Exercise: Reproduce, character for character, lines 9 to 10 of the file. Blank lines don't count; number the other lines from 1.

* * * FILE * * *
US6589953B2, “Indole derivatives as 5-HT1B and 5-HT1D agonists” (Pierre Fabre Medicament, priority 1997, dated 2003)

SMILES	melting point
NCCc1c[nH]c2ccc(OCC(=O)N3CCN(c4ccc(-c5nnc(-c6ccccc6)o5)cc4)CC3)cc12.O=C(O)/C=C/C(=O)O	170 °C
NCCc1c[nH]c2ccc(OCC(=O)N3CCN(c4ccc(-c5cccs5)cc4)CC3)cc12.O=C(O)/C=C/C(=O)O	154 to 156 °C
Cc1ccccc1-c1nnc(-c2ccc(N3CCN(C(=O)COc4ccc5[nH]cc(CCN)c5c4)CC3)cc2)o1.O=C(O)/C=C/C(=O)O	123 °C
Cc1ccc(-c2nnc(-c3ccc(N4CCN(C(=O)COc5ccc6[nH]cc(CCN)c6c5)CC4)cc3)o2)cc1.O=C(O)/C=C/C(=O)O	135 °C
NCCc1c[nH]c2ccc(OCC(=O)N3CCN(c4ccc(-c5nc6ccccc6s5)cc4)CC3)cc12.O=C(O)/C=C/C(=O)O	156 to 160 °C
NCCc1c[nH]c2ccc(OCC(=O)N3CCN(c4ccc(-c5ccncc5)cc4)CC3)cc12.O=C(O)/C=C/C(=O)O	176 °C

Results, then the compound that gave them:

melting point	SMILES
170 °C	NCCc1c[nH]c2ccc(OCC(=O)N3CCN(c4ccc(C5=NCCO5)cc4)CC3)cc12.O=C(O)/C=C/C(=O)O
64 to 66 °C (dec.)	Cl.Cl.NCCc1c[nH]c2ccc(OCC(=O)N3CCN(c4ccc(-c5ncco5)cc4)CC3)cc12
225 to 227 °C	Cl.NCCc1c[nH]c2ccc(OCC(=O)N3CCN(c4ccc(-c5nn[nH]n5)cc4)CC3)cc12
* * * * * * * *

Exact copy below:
Results, then the compound that gave them:

melting point	SMILES